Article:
East Side may have shot at facade loans

A loan program that was previously reserved for businesses in downtown Warren may soon be expanded to include the city’s east side.

The Warren City Redevelopment Authority (RDA) has two loan funds – one with about $198,000 and the other with about $62,000 – that have not seen significant use in years. The authority and the city’s planning commission are working together to see if those dollars can benefit businesses along Pennsylvania Avenue East between the Glade Bridge and the Conewango Creek.

“We’re looking to establish a facade loan fund to help the businesses out there… since they were never really brought into any (previous) programs,” City Planner David Hildebrand said.

The proposal would allow loan funding to be used for facade and sidewalk improvements.

The loan programs were created to benefit the Impact Warren area – between Hickory and Market streets from the Allegheny River to Pennsylvania Avenue – Hildebrand said. The covered area was later expanded to include the downtown business district.

The changes, and the dollars, will probably not be ready for a few months.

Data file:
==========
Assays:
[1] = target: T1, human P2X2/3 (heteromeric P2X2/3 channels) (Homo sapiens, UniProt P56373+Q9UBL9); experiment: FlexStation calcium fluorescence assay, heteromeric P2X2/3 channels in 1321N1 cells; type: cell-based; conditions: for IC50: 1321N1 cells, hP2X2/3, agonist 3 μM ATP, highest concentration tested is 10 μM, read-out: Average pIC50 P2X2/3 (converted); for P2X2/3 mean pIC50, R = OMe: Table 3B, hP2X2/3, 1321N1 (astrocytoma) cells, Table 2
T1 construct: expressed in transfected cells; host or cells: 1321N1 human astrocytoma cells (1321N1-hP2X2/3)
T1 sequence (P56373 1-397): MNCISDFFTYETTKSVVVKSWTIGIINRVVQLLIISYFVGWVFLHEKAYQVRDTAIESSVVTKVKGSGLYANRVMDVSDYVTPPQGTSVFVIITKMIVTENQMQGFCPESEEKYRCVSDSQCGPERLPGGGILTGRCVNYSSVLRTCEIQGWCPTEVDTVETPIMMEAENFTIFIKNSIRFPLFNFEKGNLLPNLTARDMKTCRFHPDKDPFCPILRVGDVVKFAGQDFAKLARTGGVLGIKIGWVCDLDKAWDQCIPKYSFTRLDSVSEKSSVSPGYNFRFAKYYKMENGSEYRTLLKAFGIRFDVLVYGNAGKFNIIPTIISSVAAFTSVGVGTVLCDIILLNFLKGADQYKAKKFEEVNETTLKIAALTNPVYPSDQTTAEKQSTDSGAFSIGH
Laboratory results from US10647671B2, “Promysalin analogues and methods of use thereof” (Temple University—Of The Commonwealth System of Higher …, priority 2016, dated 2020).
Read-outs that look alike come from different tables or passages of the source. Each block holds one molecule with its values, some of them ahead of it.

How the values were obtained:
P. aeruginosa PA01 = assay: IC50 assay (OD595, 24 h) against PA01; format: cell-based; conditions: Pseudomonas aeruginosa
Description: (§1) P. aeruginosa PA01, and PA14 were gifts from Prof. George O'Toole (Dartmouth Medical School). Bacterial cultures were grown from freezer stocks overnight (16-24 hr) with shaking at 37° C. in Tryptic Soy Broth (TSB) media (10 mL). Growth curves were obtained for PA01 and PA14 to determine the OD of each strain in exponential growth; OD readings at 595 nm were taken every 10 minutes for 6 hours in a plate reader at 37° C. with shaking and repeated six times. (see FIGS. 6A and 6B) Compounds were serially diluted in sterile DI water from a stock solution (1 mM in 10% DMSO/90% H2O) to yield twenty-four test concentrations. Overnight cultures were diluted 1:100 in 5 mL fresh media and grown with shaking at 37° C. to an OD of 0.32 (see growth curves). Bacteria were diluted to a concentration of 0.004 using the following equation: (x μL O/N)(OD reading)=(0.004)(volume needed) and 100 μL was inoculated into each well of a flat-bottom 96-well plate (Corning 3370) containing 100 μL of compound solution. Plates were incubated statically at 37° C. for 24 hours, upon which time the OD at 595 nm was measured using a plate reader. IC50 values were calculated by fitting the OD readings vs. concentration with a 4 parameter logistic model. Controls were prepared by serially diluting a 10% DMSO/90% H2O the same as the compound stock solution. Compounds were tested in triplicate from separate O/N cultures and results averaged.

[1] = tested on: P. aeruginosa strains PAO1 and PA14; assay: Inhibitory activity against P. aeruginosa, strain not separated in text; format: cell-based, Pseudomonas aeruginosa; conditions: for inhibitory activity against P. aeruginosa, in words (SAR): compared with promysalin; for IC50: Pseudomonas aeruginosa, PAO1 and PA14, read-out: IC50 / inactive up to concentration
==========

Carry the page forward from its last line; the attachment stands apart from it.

“It’s reasonable to think we might have some action late spring, early summer,” authority member Randy Rossey said.

Home Street development

Authority member Chuck Hayes asked for an update on the Home Street development.

City Manager Nancy Freenock said the agreement between the city and developer Ruzhdi Bakalli does not require any particular development by any particular date. “It’s unfortunate the agreement didn’t hold any time frame or any way to hold his feet to the fire,” she said.

“What’s he proposing at this point?” Hayes asked.

Freenock shook her head.

“Nothing?” Hayes asked. “Certainly not what we envisioned.”

The authority can force the owner to maintain the property – remove snow and cut grass – but not develop nor sell it, Freenock said.

She said she would invite Bakalli to the authority’s next meeting.

The authority members said they would remember this situation, but wanted to ensure that future board members received some guidance. Rossey suggested the authority draw up “standard verbage” including time limits for future contracts.

Resignation and new member

Long-time member Robert Kaemmerer had previously tendered his resignation, pending finding a replacement. That resignation was accepted at Thursday’s meeting as David Cantrell was appointed to the board.

Hayes expressed the board’s thanks for Kaemmerer’s “years of service.”

“He was a real asset to the authority,” Hayes said.